An Impromptu Recording Session Led to Blackberry Smoke's Best Album to Date

Recorded at the Quarry Recording Studio in Kennesaw, Ga., Blackberry Smoke’s new album, Like an Arrow, finds the country/rock band taking a particularly eclectic approach.

Album opener “Waiting for the Thunder” features loud guitars that make the tune verge on heavy metal.

Some critics have said the song expresses an anti-Trump sentiment, but singer-guitarist Charlie Starr disagrees.

“Lyrically, it’s just an observation about how scary the world is,” says Starr, who brings the band to House of Blues on Dec. 28. He spoke via phone from his Atlanta home as he was doing some Christmas shopping. “From time to time, it hits home with me more than ever. The world has been always been scary and now our lives are inundated with it. Everyone makes jokes about 2016 being the year of all years. There’s a little bit of an armageddon warning to it. Somebody asked me if it was a protest song, and I said it was as close to a protest song as I’ll ever write. It’s not about Donald Trump. It’s about whoever might wind up with that job. Good luck with that.”

Starr says he has difficulty writing new tunes while he’s on tour. Given that the group tours relentlessly, that means that he seldom has time to write. But when he sat down and started to pen some songs for Like an Arrow last year, they came out quickly.

“I looked down at one point when I was making demos, and I had 15 or 16 songs,” he says. “It felt really good. We started rehearsing the new songs, and they felt really good immediately. There was a lot of smiling going on in the room, so I knew we were heading in the right direction.”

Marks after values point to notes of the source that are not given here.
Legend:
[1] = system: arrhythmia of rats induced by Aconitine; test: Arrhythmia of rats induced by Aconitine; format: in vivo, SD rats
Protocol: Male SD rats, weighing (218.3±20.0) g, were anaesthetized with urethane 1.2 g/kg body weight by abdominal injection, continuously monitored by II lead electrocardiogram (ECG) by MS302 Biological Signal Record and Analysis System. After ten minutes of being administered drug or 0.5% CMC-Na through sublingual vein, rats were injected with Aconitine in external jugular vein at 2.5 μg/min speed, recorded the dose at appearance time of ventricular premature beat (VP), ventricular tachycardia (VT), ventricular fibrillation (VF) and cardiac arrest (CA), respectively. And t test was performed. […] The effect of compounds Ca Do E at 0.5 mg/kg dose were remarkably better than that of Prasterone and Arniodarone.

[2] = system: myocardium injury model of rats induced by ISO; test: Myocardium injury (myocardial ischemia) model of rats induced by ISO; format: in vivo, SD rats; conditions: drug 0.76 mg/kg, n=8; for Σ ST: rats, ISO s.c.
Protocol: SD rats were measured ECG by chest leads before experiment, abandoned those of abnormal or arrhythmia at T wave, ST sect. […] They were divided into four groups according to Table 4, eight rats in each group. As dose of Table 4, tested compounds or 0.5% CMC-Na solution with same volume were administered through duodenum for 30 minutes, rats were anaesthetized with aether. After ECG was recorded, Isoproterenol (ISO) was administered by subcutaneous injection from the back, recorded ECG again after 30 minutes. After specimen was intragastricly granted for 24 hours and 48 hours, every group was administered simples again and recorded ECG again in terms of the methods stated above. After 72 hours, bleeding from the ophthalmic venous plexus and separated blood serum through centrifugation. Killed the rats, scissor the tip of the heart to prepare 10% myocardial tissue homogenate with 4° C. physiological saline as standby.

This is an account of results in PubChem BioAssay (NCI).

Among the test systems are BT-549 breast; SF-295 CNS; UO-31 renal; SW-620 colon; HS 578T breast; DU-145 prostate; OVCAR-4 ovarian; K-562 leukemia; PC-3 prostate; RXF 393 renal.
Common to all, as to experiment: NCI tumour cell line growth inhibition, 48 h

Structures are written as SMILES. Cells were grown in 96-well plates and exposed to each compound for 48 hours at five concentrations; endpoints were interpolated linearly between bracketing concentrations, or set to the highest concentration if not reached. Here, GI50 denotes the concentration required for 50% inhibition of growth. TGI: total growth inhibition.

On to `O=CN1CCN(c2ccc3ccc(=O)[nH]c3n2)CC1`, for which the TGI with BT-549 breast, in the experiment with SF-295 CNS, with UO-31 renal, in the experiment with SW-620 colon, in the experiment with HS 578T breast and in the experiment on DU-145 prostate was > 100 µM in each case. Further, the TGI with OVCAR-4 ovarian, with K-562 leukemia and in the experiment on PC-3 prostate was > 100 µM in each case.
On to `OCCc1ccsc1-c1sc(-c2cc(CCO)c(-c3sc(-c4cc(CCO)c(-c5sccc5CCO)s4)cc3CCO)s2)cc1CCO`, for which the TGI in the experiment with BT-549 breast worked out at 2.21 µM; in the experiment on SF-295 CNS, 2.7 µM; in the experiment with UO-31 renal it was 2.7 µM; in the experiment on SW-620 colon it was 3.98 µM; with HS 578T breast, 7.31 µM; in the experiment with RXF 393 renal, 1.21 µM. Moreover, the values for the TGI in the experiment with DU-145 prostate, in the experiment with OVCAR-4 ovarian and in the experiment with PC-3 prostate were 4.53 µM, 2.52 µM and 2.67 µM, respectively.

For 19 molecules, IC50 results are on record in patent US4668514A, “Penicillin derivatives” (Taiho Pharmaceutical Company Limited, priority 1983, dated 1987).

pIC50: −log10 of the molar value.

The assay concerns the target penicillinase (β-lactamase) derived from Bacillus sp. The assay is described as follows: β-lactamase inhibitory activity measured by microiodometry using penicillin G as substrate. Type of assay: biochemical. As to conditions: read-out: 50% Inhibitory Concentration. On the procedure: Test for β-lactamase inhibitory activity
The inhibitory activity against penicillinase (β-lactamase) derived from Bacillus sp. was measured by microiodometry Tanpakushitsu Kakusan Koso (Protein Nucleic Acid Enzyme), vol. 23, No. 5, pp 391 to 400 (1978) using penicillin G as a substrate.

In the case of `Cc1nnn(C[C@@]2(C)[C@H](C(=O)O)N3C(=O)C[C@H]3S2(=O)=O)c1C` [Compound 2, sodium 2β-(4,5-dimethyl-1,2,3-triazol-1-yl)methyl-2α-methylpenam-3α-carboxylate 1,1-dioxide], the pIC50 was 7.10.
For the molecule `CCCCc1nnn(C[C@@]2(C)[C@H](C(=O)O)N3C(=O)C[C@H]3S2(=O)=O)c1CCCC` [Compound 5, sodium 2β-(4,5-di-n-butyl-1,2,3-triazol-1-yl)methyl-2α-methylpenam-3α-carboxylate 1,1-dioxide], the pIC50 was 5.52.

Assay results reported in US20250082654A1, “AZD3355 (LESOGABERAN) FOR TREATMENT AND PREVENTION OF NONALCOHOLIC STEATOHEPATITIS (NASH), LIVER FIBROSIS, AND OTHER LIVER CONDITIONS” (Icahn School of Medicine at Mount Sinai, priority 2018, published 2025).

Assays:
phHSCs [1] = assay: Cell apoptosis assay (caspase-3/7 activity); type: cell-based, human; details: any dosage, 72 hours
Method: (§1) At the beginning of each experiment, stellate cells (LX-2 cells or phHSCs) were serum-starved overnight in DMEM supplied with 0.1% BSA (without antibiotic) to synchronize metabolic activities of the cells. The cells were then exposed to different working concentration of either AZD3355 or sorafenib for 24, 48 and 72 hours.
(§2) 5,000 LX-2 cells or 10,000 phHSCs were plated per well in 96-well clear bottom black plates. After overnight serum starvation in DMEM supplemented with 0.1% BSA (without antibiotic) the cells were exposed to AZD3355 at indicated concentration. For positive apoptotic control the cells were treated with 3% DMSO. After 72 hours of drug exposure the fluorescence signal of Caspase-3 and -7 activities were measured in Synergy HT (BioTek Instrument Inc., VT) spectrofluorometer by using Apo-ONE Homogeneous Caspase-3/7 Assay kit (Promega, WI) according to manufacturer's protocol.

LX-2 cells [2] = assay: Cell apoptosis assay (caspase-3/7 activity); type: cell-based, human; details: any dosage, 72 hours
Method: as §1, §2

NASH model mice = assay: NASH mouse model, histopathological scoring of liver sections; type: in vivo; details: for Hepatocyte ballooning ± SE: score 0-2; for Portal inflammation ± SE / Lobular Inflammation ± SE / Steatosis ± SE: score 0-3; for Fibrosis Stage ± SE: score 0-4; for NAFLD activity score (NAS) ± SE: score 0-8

Since the guys didn't tour for the entire month of January, they booked some time in a studio close to their Atlanta home. They initially planned to write some demos. Those demos turned out so well, they became the songs that make up the album.

“I wasn’t exactly sure we were making a record until we started to record,” says Starr. “We didn’t call a producer. It became clear to everyone involved that we were making a good record. We produced it as it went along. Before we knew it, we were done. It took a month. That’s the way it should be. Records shouldn’t take a year or two to make.”

He says the Quarry Recording Studio provided the band with the perfect environment to get the raw sound it loves.

“It’s got a big tracking room which we utilized,” he says. “We put amps in the room to get a nice, natural bleed. It’s funny how far we’ve come throughout the decades. In the early days at Sun Studios, they worked with what they had and got mic bleed. It’s not necessarily what they wanted. In the ’70s and ’80s, we tried to isolate everything. Now we want to put all the amps in the same room and get noisy again.

The track “Sunrise in Texas” possesses the kind of swagger that’s typical of the best Southern rock of the ’70s. Think “Free Bird” or the Marshall Tucker Band’s “Can’t You See.” Starr says the band has played various incarnations of the tune for years.

“Before we formed Blackberry Smoke, we backed up a singer named Michael Tolcher,” says Starr. “On the initial version of that song, he was a troubadour. We played it with him and it was really cool. A coupe of years after we made our first record, we started playing it again, and I rewrote some lyrics so that it took on a different meaning for me. Over the years, it’s become a fan favorite and then we would forget about it and it would lie there and get dusty. Fans keep asking us about putting it on a record, so we finally did. It fit well.”

Special guest Gregg Allman appears on the album’s closing track, “Free on the Wing.”